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I am using a hashmap to populate a jtable. The user selects a row(s) and clicks a edit button. I am taking the value from the hashmap and placing it in a textarea. The user can make changes and then clicks another button. I have the new value and the key, but I am not sure how to write the changed value back to the right key in the hashmap.

THis is where I am writing the data out to the textarea

private void outputSelection() {
  StringBuffer csb = new StringBuffer();
  String s = "";
  int[] row = selectTable.getSelectedRows();

  for(int i = row.length-1; i >= 0; i--){
     String check = (String) EdiMapTableModel.getMapInstance().getValueAt(i, EdiMapTableModel.getMapInstance().COMMENT_COL); 
     if (!isNullOrEmpty(check)) {
        if (csb.length() > 0) {

  s = csb.toString();


This is where I am trying to put the value back

private void inputSelection() {
  String s = output.getText();
  int[] row = selectTable.getSelectedRows();
  for(int i = row.length-1; i >= 0; i--){
     TCComponentItemRevision check = (TCComponentItemRevision) EdiMapTableModel.getMapInstance().getValueAt(i, EdiMapTableModel.getMapInstance().ITEMID_COL); 
     EdiMapTableModel.getMapInstance().commentBackMap(check, s);


This is where I am trying to put it back in the map

public void commentBackMap(int row, TCComponentItemRevision id, String comment) {

   if(model.containsKey(id)) {
          model.put(id, comment);
}// end commentBackMap()

I know containsKey is not right above. id is the key value

Do I need to iterate through the hashmap looking for a match? Don't know if it matters but it is a linkedhashmap instead of a hashmap

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So what you have isn't working? put(a,b);put(a,c); Should overwrite b with c. –  Thomas Jul 10 '12 at 20:02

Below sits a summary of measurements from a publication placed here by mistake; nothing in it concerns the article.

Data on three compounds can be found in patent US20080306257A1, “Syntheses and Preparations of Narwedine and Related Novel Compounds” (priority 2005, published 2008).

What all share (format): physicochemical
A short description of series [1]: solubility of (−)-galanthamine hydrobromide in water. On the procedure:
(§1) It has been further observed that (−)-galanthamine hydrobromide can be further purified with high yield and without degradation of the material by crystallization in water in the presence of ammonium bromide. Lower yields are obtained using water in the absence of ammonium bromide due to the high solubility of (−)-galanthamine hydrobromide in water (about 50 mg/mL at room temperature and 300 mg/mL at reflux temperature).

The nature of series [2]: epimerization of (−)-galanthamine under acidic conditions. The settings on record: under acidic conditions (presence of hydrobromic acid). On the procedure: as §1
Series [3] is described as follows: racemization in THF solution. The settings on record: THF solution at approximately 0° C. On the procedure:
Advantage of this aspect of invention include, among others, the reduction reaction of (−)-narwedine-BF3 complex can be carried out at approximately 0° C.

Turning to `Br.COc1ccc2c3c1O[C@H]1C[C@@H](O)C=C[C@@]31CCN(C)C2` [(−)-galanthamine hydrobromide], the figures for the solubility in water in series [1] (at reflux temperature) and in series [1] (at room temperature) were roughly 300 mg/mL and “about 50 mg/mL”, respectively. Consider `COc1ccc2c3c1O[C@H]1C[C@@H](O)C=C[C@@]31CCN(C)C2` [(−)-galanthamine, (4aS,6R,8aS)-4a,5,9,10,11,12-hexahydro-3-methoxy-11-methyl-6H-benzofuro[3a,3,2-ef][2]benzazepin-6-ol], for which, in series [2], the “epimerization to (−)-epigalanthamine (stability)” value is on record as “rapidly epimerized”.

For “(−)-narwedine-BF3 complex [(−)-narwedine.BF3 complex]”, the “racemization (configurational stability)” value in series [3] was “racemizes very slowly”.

2 Answers 2

up vote 0 down vote accepted

If you want to maintain the location of your map entry, you can't put it again since that's going to move it to the end of the LinkedHashMap. You'll need a holder object, say an Object[1], where you'll replace its member without putting the map entry again.

Or maybe reevaluate your choice of LinkedHashMap.

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According to the HashMap#put documentation:

Associates the specified value with the specified key in this map. If the map previously contained a mapping for the key, the old value is replaced.

So all you have to do is call put with the same key and the new value, it will do the replacement for you.

This also applies to LinkedHashMap because it inherits the put method from HashMap.

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It may inherit put, but HashMap.put calls the overridden addEntry. How would insertion order semantics work if it didn't do that? –  Marko Topolnik Jul 10 '12 at 20:19

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